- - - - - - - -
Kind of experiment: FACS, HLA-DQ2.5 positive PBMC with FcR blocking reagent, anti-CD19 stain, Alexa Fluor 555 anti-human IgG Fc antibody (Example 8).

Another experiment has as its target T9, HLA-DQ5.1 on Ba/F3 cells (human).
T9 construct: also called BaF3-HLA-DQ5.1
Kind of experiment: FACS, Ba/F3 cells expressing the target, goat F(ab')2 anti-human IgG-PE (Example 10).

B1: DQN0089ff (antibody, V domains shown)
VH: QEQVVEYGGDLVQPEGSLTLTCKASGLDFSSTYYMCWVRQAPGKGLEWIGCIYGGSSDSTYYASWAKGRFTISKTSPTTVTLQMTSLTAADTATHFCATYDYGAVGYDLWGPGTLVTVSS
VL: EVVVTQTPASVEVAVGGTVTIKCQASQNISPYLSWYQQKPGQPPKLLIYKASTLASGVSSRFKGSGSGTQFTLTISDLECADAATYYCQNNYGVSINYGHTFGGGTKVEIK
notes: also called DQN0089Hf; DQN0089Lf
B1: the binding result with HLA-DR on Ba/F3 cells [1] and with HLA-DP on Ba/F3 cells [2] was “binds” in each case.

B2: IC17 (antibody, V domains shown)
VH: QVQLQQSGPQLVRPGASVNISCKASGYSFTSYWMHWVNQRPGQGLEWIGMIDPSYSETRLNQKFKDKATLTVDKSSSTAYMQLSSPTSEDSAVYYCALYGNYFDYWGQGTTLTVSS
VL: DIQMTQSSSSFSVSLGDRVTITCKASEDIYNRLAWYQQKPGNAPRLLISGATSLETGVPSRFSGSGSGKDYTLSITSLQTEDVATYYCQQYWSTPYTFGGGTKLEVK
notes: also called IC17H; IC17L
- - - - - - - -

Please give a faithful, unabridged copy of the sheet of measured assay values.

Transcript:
Kind of experiment: FACS, HLA-DQ2.5 positive PBMC with FcR blocking reagent, anti-CD19 stain, Alexa Fluor 555 anti-human IgG Fc antibody (Example 8).

Another experiment has as its target T9, HLA-DQ5.1 on Ba/F3 cells (human).
T9 construct: also called BaF3-HLA-DQ5.1
Kind of experiment: FACS, Ba/F3 cells expressing the target, goat F(ab')2 anti-human IgG-PE (Example 10).

B1: DQN0089ff (antibody, V domains shown)
VH: QEQVVEYGGDLVQPEGSLTLTCKASGLDFSSTYYMCWVRQAPGKGLEWIGCIYGGSSDSTYYASWAKGRFTISKTSPTTVTLQMTSLTAADTATHFCATYDYGAVGYDLWGPGTLVTVSS
VL: EVVVTQTPASVEVAVGGTVTIKCQASQNISPYLSWYQQKPGQPPKLLIYKASTLASGVSSRFKGSGSGTQFTLTISDLECADAATYYCQNNYGVSINYGHTFGGGTKVEIK
notes: also called DQN0089Hf; DQN0089Lf
B1: the binding result with HLA-DR on Ba/F3 cells [1] and with HLA-DP on Ba/F3 cells [2] was “binds” in each case.

B2: IC17 (antibody, V domains shown)
VH: QVQLQQSGPQLVRPGASVNISCKASGYSFTSYWMHWVNQRPGQGLEWIGMIDPSYSETRLNQKFKDKATLTVDKSSSTAYMQLSSPTSEDSAVYYCALYGNYFDYWGQGTTLTVSS
VL: DIQMTQSSSSFSVSLGDRVTITCKASEDIYNRLAWYQQKPGNAPRLLISGATSLETGVPSRFSGSGSGKDYTLSITSLQTEDVATYYCQQYWSTPYTFGGGTKLEVK
notes: also called IC17H; IC17L